Comment on Exposure draft – Freedom of Speech (Repeal of S. 18C) Bill 2014
Comments in general:
- There is a risk whenever Parliament amends laws in response to an individual case that the amendment becomes a rushed response that creates unforseen problems in the future. There is also the risk of overreacting to once-off cases. The Bill would be stronger if more material were made available on a representative range of cases, other than just the Bolt case, that shows the need for the Bill.
- There are Commonwealth laws other than 18C of the Racial Discrimination Act that prohibit conduct that causes offence. For example, sections 471.12 and 474.17 of the Criminal Code make it a crime to use a postal or carriage service to ‘menace, harass or cause offence’; telecommunications laws have similar strictures. The Bill would be more thorough if it addressed, and perhaps collated into one legislative Bill, such provisions in addition to just 18C.
- Providing the opportunity to put forward, in public, an alternative viewpoint is critical to any real, practical response to illegal speech. So far, the government has not proposed anything to address the powerlessness of the individual against the controllers of communications outlets. Section 18D – the exceptions clause – is largely focused on comments made formal outlets, such as in the media and in academic settings.
Specifics comments on the exposure draft:
- Section 18C of the existing Act is flawed in the way it bundles together comments that ‘offend, insult, humiliate or intimidate’ and treats them as the same and each worthy of being made unlawful. Saying something that might cause ‘offence’ is very different from saying something that will ‘humiliate’ or ‘intimidate’. ‘Offence’ can be caused unintentionally while it requires a malicious intent to ‘intimidate’ or ‘humiliate’. It is that malicious intent that the law should regulate whilst leaving comments that cause offence unregulated.
- The exposure draft retains the prohibition on speech that intimidates but removes the prohibition on speech that offends, insults or humiliates. It appears a decision has been made that conduct which ‘intimidates’ is worthy of prohibition but not conduct that ‘humiliates’. For the reasons outlined at point 4, the two appear to have more in common than they do to differentiate themselves. The rationale behind this decision to differentiate between ‘humiliate’ and ‘intimidate’ should be released, along with any supporting case law or other legal or academic work.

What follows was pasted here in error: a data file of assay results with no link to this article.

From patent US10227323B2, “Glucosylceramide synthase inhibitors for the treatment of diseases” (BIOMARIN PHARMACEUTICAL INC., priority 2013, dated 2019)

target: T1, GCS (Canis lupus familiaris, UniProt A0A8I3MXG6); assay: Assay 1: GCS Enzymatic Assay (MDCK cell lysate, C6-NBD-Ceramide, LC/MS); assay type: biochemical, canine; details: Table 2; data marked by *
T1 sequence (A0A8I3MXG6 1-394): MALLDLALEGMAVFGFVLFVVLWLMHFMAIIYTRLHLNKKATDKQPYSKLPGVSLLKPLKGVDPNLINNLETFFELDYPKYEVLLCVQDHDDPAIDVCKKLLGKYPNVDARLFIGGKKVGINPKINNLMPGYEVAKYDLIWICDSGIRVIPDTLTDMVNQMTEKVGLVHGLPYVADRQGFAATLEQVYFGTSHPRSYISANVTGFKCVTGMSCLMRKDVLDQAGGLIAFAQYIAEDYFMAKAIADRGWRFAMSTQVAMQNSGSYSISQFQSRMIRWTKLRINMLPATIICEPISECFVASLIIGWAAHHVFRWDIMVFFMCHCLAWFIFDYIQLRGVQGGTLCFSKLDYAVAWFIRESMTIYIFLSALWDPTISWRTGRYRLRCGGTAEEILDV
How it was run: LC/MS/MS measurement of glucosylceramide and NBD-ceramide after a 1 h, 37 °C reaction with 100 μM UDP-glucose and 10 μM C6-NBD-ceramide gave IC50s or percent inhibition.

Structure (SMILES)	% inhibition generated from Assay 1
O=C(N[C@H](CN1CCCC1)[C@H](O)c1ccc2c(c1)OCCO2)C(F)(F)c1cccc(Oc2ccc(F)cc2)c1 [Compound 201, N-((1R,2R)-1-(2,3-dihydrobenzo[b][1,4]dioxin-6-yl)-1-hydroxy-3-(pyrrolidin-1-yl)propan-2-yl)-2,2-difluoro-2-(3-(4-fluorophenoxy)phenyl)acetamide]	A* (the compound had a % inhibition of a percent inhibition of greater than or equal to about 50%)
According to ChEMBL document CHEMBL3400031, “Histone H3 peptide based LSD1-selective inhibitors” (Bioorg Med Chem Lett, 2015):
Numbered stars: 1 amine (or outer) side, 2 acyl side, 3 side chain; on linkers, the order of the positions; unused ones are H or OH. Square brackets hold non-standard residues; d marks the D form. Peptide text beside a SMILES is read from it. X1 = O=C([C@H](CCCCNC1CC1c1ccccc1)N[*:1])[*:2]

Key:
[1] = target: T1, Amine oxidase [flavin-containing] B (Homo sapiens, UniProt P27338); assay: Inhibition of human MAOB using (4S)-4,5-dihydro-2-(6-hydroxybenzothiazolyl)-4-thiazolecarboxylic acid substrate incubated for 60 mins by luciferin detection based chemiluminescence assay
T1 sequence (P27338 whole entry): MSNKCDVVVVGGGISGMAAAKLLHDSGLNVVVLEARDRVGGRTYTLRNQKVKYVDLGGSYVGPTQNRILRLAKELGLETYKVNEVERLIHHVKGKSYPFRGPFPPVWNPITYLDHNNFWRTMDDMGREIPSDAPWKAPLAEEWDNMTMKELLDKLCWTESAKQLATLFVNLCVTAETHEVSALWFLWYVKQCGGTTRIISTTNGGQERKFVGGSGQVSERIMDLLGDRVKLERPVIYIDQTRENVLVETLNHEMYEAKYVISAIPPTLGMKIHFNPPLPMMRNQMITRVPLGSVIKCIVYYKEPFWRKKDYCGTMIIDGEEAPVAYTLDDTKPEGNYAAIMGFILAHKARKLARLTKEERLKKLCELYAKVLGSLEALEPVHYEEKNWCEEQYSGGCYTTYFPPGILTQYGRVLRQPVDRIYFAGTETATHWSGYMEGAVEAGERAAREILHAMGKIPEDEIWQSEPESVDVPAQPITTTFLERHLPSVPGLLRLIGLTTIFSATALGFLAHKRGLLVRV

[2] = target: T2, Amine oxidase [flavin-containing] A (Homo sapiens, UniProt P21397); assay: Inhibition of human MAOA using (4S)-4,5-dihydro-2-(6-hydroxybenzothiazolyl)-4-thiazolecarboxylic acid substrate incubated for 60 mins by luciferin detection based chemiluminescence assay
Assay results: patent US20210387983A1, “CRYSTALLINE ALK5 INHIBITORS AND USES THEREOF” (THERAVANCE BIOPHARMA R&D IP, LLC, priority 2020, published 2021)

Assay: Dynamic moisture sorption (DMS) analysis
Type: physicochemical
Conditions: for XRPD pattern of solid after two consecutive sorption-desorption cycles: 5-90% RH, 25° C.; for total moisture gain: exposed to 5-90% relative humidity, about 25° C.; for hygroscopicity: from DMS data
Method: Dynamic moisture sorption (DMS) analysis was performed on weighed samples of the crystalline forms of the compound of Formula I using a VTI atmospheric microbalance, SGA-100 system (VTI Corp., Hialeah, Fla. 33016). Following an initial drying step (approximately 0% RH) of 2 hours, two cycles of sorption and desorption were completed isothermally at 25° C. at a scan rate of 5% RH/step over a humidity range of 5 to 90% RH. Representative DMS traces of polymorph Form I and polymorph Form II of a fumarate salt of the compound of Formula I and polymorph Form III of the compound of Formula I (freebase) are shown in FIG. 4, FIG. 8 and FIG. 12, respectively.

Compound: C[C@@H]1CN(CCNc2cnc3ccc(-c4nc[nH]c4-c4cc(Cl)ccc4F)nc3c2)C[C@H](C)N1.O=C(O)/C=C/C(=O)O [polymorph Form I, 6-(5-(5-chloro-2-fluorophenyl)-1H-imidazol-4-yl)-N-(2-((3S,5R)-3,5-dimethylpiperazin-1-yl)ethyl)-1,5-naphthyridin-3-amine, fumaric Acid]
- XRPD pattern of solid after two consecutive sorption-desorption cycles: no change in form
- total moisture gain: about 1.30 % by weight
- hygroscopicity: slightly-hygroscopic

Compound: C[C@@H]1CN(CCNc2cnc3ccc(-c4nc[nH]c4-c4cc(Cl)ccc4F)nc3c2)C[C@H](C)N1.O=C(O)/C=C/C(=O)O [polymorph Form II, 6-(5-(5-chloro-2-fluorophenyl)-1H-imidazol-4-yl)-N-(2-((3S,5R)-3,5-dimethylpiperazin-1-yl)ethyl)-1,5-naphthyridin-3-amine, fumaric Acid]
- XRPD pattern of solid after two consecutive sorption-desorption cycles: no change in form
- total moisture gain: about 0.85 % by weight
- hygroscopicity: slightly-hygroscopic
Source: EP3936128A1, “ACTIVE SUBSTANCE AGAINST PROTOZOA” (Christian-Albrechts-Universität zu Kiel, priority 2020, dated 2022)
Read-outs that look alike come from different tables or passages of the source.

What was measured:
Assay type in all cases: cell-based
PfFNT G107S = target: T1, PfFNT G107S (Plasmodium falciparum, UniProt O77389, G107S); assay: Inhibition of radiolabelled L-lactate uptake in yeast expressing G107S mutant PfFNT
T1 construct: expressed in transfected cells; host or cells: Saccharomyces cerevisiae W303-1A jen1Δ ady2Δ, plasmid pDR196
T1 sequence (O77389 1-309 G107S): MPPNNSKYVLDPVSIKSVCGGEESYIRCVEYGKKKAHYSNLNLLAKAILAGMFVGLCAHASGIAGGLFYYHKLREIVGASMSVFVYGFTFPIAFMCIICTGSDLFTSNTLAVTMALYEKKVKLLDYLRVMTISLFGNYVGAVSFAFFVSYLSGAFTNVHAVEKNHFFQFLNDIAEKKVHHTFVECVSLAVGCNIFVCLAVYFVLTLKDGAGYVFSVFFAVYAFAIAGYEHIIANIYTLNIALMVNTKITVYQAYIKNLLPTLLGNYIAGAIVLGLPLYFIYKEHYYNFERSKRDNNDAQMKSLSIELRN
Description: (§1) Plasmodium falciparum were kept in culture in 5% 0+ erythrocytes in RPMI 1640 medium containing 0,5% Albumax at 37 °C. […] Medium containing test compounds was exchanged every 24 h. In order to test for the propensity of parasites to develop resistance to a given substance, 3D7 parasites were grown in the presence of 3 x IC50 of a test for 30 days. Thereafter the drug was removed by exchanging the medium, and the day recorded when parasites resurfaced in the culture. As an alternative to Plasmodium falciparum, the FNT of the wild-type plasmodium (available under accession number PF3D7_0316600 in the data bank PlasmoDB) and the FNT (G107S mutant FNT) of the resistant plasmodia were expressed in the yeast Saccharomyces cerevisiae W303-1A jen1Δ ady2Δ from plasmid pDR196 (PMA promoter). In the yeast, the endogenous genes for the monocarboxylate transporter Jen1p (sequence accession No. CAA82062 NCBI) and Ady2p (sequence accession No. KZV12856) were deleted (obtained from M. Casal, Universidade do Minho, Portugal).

- The exemption would cover any comment made in the course of ‘participating in a public discussion’. This exemption is so broad that it makes the remainder of the section ineffectual. The Bill would be more straightforward and achieve the same result if it were to simply repeal section 18C and not replace it. However, for the reasons outlined at point 4, this pathway is not supported. Instead, the exemption needs to be remedied.
Comments as to future actions needed:
- A number of steps should be taken before the Bill is finalised. They are:
- A summary of cases that show the need for the amendment should be released
- The Government should examine all other Commonwealth laws that regulate offensive conduct and deal with them in a Bill as appropriate
- Supporting information should be released indicating what differentiates conduct that ‘humiliates’ from conduct that ‘intimidates’
- The exemption should be remedied so as to leave the remainder of the section with some impact
- There should be a proper community consultation process once the further steps are undertaken (including the matters below)
Media and other public forums
We assume that the motivation for changing 18C arises, at least in part, from the Andrew Bolt case. A fundamental issue which emerges from that case, which is not addressed in the proposed change to legislation, is right of reply.
The best defence of free speech is more free speech. The first ‘defence’ desired by anyone insulted, humiliated, intimidated or who has been offended is the ability to respond by stating a different view, or views, in or to a similar forum, with a communication of equivalent style, time and/or length.
The government controls communications through media laws and licensing, and by laws relating to human rights and responsibilities (such as discrimination), as well as in other ways (Crimes Act, etc).
In addition to any changes to 18C, to provide a robust and complete response government should legislate so that a right of reply is quickly, simply and proportionately mandated. The government, as part of the steps above, should propose how it plans to address actual delivery of the right to responsive free speech in a way which provides equality of access to communication systems and outlets.
This important development in the delivery of a right to the opportunity of free speech should be the subject of widespread community consultation once the government has put forward its proposal(s).